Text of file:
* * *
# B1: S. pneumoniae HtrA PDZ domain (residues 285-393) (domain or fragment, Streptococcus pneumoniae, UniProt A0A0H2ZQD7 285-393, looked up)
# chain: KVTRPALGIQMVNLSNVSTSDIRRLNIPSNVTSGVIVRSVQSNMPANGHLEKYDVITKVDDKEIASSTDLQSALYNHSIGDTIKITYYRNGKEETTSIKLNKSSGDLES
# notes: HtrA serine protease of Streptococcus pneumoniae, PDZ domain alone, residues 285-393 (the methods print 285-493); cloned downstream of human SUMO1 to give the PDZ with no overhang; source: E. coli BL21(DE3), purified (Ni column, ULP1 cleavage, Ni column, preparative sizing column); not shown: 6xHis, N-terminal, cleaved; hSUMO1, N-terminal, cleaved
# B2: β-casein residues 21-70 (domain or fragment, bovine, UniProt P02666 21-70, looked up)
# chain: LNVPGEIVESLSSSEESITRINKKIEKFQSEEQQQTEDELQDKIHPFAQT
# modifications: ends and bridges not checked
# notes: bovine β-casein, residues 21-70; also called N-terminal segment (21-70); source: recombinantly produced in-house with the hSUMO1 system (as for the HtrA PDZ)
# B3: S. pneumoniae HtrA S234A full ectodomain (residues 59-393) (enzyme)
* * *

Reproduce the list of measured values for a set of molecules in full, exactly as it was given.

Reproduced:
# B1: S. pneumoniae HtrA PDZ domain (residues 285-393) (domain or fragment, Streptococcus pneumoniae, UniProt A0A0H2ZQD7 285-393, looked up)
# chain: KVTRPALGIQMVNLSNVSTSDIRRLNIPSNVTSGVIVRSVQSNMPANGHLEKYDVITKVDDKEIASSTDLQSALYNHSIGDTIKITYYRNGKEETTSIKLNKSSGDLES
# notes: HtrA serine protease of Streptococcus pneumoniae, PDZ domain alone, residues 285-393 (the methods print 285-493); cloned downstream of human SUMO1 to give the PDZ with no overhang; source: E. coli BL21(DE3), purified (Ni column, ULP1 cleavage, Ni column, preparative sizing column); not shown: 6xHis, N-terminal, cleaved; hSUMO1, N-terminal, cleaved
# B2: β-casein residues 21-70 (domain or fragment, bovine, UniProt P02666 21-70, looked up)
# chain: LNVPGEIVESLSSSEESITRINKKIEKFQSEEQQQTEDELQDKIHPFAQT
# modifications: ends and bridges not checked
# notes: bovine β-casein, residues 21-70; also called N-terminal segment (21-70); source: recombinantly produced in-house with the hSUMO1 system (as for the HtrA PDZ)
# B3: S. pneumoniae HtrA S234A full ectodomain (residues 59-393) (enzyme)